So there I was, armed and ready to enrol at Alliance Francais de Manille. I picked the start date and made the deposit. Joms wanted to pitch in as well and he offered to pay for my books which costed 2000 PHP. God. It better be worth it!
My class starts at 9am. After ending my shift around 5am, I snoozed a little bit before braving the horrendous early morning rush hour traffic. Adrenaline kept me awake as this was going to be my very first formal class. It was a good thing I kept enough sunshine in my pocket because oh boy, I needed it.
After finally finding the school building, I proceeded to the reception to but the books. The lady in the counter wasn't in the mood. She barely smiled. She sounded just as cold and irritated over the phone. I paid for the books and everything but she got my class and the schedule incorrectly. I got to the room, tried to fix my stuff, and the teacher arrived. A tall lanky woman named Ninon.
"Bonjour! Je m'appelle Ninon, comment t'appelles tu?"
(Hello! My name is Ninon, what's your's?)
"Je m'appelle Seth."
(Nice to meet you)
Ok. First day. Typical. We were 10 in the room and we went around in circles trying to repeat the lines. I was confident of course, I knew these phrases long before but I was patient. I had three hours to savor this twice a week.
...then the late comers started arriving one by one and we had to do the same routine all over again... until we had completed the class of 20... after an hour.
Unlimited? Sukang suka nako sa je m'appelle. Shutangina.
I found out that most of my classmates were nurses bound for Quebec. When they asked me why I enrolled, mine was simple, "libangan? Guso ko lang."
Over the next few days my bright and shiny disposition slowly dissipated. I was getting frustrated.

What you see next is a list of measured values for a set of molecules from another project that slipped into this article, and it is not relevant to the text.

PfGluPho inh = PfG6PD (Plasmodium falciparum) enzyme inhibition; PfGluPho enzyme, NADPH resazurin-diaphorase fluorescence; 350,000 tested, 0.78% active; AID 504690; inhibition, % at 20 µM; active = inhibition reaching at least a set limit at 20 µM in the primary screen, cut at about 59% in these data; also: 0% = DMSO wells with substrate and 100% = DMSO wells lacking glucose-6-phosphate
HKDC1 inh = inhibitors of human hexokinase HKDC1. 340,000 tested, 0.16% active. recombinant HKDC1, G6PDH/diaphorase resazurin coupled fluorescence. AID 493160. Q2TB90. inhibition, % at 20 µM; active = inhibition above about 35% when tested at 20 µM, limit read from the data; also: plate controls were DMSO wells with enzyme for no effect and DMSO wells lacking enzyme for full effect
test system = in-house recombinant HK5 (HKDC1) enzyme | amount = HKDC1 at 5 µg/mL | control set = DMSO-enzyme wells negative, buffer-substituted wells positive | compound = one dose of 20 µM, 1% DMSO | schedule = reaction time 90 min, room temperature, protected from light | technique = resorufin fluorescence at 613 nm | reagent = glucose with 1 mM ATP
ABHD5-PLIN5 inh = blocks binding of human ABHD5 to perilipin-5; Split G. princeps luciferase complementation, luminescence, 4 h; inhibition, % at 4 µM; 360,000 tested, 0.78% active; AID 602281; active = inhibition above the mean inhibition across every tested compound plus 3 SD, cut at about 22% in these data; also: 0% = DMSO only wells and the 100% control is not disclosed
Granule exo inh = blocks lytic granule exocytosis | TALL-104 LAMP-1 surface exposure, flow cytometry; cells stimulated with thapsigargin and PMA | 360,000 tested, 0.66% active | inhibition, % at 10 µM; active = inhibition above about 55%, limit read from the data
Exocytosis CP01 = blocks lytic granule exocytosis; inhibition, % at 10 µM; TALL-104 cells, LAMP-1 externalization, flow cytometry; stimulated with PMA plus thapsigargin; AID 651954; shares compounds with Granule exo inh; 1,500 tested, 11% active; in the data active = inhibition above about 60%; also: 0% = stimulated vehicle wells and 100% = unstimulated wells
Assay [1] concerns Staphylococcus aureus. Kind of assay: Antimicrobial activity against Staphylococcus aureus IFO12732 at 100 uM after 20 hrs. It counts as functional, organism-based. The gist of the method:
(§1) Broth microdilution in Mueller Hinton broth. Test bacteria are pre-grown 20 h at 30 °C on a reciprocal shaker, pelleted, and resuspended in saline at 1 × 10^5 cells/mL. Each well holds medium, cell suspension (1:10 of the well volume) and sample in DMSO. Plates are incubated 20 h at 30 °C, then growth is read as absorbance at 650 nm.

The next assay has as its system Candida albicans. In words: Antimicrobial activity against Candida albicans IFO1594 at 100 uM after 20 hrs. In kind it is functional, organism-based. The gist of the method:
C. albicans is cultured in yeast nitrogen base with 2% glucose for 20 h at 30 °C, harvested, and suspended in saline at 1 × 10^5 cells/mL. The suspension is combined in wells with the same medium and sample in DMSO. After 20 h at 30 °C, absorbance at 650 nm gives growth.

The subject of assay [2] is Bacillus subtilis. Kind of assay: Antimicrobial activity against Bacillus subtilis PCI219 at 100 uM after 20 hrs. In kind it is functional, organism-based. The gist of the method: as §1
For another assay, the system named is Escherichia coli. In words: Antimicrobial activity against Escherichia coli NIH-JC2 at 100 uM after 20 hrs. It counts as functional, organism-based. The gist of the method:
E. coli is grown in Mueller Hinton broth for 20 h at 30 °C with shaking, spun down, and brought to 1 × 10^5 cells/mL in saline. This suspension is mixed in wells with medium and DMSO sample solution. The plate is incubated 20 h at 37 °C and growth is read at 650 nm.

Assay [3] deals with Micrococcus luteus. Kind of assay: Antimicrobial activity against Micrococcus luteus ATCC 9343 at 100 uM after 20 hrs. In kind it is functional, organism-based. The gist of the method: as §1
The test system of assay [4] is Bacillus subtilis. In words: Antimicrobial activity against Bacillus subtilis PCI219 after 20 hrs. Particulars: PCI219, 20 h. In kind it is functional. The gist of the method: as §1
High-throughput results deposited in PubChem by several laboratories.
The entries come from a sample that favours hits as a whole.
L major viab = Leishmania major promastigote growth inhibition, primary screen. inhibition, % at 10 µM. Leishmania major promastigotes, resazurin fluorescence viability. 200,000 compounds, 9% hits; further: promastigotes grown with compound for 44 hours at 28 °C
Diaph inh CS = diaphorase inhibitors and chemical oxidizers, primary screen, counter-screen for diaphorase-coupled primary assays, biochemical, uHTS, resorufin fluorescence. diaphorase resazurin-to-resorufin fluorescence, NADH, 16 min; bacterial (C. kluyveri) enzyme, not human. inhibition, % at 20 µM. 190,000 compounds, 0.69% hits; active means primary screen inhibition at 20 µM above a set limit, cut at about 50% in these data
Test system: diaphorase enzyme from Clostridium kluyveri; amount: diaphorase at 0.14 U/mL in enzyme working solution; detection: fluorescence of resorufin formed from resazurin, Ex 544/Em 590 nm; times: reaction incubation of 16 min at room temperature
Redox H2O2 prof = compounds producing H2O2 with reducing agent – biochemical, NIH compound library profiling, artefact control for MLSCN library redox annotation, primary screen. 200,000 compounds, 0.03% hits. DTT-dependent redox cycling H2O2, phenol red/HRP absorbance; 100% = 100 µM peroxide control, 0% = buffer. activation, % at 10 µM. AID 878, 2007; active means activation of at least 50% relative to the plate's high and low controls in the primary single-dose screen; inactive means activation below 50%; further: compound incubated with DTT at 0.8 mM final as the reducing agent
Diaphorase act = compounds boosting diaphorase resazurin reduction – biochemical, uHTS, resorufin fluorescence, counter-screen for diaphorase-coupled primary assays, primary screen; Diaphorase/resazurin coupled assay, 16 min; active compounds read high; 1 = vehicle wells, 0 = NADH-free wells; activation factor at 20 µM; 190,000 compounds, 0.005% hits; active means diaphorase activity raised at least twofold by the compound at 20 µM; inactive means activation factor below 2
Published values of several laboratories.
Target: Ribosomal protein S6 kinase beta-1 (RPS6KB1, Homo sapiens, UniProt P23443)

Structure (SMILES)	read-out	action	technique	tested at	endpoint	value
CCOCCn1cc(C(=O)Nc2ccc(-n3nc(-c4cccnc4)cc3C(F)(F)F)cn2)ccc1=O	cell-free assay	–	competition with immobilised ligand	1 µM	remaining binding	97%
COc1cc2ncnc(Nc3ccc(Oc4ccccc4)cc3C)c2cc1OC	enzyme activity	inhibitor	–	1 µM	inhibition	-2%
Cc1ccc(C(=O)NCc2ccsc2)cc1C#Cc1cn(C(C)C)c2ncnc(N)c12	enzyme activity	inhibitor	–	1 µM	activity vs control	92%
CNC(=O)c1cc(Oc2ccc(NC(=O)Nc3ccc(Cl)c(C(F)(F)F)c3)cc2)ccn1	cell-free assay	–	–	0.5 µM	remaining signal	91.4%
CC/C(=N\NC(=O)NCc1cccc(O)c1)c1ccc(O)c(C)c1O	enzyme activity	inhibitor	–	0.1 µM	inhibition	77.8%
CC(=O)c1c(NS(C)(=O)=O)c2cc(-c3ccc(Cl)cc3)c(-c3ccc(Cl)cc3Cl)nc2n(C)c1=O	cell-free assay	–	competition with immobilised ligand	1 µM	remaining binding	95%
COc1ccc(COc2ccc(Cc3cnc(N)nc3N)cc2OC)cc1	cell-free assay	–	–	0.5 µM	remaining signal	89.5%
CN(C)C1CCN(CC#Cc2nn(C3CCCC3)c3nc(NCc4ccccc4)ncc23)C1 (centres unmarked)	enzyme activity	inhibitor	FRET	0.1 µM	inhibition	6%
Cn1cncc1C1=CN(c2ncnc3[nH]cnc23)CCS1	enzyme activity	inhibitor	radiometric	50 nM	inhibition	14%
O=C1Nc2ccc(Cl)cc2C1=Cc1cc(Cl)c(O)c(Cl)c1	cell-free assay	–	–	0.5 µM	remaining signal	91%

- The teacher had poor class control. Students tend to manipulate her attention to their own personal curiosity which is not really relevant at the time. Most people wanted to learn everything all at once and it got more complicated for them upon hearing that French has words with masculine and feminine forms. "How do you pronounce it? How do you write it? Why does the c have a small tail on it and now it sounds like an S?"
- Everything on the book is in French. No translations. Zero. How can I self study with this expensive crap? In addition, there is barely any introduction to grammar rules before answering the activity book. We pretty much spend an entire session just answering the book wherein the instructions are unclear. A1 remember? Beginner level.
- Charades. I hate charades. Why does this teacher have very poor English comprehension and is she expecting that we keep up with her at all?
Repeter (repeat), she says the same thing twice
Escrive (write), she opens he palm and draws
Are you fucking kidding me? This is not what I paid for.
I actually missed almost 5 sessions. I easily got bored. Joms and I went on a holiday, plus after changing companies, it proved challenging enough to commute to McKinley hill. After the schedule became favorable to attend the classes once more, I literally slept in the office with a towel and a change of clothes since it would be impractical to go back and forth to Cubao.
When I came back, they were only at page 20. The last time I checked we only finished page 15. One page a day for 3 hours? I asked another professor. A Filipino teacher. He explained that the A1 class I paid for was only for 3 modules good for 56 hours in total. In order to finish the entire A1 I need to finish 20 fucking modules.
Nakaka tatlo pa lang pala ako at di ko pa kaya gumawa ng sarili kong sentences kung ito lang ginagamit ko?
I pity the nurses. Some of them had the same misconception they'd be prepared somewhat after a 56 hour crash course to meet their employer for a local interview. Good luck answering "tell me something about yourself -- in French."
a suivre (to be continued...)